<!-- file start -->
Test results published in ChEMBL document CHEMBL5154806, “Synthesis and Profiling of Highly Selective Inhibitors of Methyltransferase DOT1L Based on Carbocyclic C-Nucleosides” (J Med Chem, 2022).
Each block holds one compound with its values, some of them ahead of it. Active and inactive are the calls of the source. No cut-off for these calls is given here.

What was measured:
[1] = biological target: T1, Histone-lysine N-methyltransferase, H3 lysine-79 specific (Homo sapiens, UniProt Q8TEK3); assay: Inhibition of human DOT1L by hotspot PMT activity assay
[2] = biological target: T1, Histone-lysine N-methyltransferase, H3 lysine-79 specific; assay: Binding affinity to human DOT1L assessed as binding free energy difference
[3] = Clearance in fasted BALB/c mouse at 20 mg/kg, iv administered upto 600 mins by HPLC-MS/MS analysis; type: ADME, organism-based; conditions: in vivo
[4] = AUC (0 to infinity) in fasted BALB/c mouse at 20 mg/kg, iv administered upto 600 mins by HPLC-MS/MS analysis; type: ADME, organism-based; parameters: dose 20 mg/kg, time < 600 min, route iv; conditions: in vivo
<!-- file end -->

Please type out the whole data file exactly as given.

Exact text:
Test results published in ChEMBL document CHEMBL5154806, “Synthesis and Profiling of Highly Selective Inhibitors of Methyltransferase DOT1L Based on Carbocyclic C-Nucleosides” (J Med Chem, 2022).
Each block holds one compound with its values, some of them ahead of it. Active and inactive are the calls of the source. No cut-off for these calls is given here.

What was measured:
[1] = biological target: T1, Histone-lysine N-methyltransferase, H3 lysine-79 specific (Homo sapiens, UniProt Q8TEK3); assay: Inhibition of human DOT1L by hotspot PMT activity assay
[2] = biological target: T1, Histone-lysine N-methyltransferase, H3 lysine-79 specific; assay: Binding affinity to human DOT1L assessed as binding free energy difference
[3] = Clearance in fasted BALB/c mouse at 20 mg/kg, iv administered upto 600 mins by HPLC-MS/MS analysis; type: ADME, organism-based; conditions: in vivo
[4] = AUC (0 to infinity) in fasted BALB/c mouse at 20 mg/kg, iv administered upto 600 mins by HPLC-MS/MS analysis; type: ADME, organism-based; parameters: dose 20 mg/kg, time < 600 min, route iv; conditions: in vivo